Cycling trough Germany, we came across an intriguing sign: Altes Shiffhebewerk (Old Boat Lift). A boat lift? We made the detour to Waltrop, and were surprised by this magnificent giant machine.
I love 19th century industrial buildings. It was an era in which even completely utilitarian buildings like factories were adorned with frilly bits. I especially like the cast-iron structural elements, that stretch into the building like lace. When it comes to cast iron structures, it doesn’t get much better that the Old Henrichenburg Boat Lift in Waltrop.
This magnificent building/machine was built in 1899 to lift entire ships, including the water they floated in, 14 meters into the air. It was in use until 1962, when a new boat lift was built. It is now an industrial museum, and well worth a visit.
The great thing about the museum is that you can get real close to the machine. Seeing it from a distance is nice, but when you get up close, it’s so much more impressive. It’s huge! You can climb the big stone towers of the lift, and be high up in the air on the metal structure, admiring the enormous cogwheels and screws of the machinery, and you can get under it, to see the massive pistons in their water cylinders. Awe inspiring stuff.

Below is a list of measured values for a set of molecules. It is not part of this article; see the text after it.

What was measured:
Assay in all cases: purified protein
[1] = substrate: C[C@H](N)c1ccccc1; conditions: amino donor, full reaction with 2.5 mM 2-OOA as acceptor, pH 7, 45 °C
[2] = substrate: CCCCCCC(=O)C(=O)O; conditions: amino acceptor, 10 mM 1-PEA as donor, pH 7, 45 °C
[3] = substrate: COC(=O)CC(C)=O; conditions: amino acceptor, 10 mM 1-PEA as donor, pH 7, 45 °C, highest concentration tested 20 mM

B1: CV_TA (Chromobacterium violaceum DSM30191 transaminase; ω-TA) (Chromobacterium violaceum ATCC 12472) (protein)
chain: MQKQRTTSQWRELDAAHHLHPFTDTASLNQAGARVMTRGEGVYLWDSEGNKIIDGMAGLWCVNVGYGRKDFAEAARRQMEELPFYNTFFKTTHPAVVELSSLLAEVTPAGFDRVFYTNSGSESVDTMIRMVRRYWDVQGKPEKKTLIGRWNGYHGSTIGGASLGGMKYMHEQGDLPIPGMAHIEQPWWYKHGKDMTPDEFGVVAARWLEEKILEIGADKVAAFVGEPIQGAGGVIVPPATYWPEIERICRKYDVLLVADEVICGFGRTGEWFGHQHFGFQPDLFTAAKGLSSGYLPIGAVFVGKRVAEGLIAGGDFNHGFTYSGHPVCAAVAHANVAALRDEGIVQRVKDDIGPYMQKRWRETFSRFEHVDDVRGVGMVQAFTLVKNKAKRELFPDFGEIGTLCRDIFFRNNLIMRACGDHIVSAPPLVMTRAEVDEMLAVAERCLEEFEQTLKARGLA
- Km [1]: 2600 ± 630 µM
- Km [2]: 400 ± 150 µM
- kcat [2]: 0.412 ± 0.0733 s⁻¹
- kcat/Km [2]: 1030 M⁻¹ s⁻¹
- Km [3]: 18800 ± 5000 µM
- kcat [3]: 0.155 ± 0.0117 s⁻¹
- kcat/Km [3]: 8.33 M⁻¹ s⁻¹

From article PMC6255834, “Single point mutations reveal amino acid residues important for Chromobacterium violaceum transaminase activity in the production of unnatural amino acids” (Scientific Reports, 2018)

In the museum building next to the lift, you can learn everything you ever wanted to know about boat lifts, and the technology behind them.
And while you’re wallowing in water works, go just around the corner of the museum and admire the old shaft lock. You usually only ever see those filled with water, but this one is empty, with a bicycle path trough it. It gives a nice opportunity to appreciate just how big those things really are.
So if you’re into industrial history, or giant iron structures, go and check out the Heinrichenburg Boat Lift if you’re in the neighbourhood!